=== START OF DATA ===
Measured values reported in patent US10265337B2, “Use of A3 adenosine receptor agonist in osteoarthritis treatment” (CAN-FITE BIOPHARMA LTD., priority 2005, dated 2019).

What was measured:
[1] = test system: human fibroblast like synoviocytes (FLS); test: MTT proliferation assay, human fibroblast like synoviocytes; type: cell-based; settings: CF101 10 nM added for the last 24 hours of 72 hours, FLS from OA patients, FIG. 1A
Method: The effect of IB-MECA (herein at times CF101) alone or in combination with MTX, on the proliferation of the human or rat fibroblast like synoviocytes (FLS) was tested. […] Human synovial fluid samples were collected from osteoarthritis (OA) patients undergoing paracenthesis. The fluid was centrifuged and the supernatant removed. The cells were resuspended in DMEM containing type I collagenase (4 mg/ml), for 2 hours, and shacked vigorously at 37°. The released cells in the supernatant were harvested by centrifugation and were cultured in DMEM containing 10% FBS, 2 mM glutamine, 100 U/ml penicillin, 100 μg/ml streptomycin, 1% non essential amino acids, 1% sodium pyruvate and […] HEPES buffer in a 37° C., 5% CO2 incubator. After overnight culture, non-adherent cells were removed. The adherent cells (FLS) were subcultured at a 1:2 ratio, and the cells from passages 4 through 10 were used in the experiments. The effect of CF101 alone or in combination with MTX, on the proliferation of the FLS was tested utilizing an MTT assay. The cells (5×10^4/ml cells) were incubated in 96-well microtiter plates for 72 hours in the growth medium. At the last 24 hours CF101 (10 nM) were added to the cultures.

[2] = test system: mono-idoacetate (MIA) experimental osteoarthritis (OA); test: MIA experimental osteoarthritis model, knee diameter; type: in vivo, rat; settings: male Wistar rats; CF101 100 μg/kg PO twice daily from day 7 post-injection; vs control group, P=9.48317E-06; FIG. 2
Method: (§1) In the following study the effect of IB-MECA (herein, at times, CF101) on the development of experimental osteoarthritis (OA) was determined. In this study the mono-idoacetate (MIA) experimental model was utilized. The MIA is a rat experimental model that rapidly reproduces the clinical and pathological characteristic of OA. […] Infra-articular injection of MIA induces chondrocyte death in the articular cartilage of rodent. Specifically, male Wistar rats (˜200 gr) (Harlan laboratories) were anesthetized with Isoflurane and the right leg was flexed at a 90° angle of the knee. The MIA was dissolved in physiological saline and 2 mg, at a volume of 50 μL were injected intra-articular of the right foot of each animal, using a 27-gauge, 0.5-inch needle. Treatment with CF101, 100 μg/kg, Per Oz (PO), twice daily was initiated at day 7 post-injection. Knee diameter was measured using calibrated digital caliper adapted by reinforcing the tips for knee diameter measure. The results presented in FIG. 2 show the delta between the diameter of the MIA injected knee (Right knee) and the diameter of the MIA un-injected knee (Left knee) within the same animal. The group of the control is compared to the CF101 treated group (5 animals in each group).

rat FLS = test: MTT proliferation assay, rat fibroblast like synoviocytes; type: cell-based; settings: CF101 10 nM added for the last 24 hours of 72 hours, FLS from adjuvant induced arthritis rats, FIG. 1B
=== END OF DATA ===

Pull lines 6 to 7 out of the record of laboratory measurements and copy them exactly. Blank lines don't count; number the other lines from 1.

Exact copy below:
Method: (§1) In the following study the effect of IB-MECA (herein, at times, CF101) on the development of experimental osteoarthritis (OA) was determined. In this study the mono-idoacetate (MIA) experimental model was utilized. The MIA is a rat experimental model that rapidly reproduces the clinical and pathological characteristic of OA. […] Infra-articular injection of MIA induces chondrocyte death in the articular cartilage of rodent. Specifically, male Wistar rats (˜200 gr) (Harlan laboratories) were anesthetized with Isoflurane and the right leg was flexed at a 90° angle of the knee. The MIA was dissolved in physiological saline and 2 mg, at a volume of 50 μL were injected intra-articular of the right foot of each animal, using a 27-gauge, 0.5-inch needle. Treatment with CF101, 100 μg/kg, Per Oz (PO), twice daily was initiated at day 7 post-injection. Knee diameter was measured using calibrated digital caliper adapted by reinforcing the tips for knee diameter measure. The results presented in FIG. 2 show the delta between the diameter of the MIA injected knee (Right knee) and the diameter of the MIA un-injected knee (Left knee) within the same animal. The group of the control is compared to the CF101 treated group (5 animals in each group).

rat FLS = test: MTT proliferation assay, rat fibroblast like synoviocytes; type: cell-based; settings: CF101 10 nM added for the last 24 hours of 72 hours, FLS from adjuvant induced arthritis rats, FIG. 1B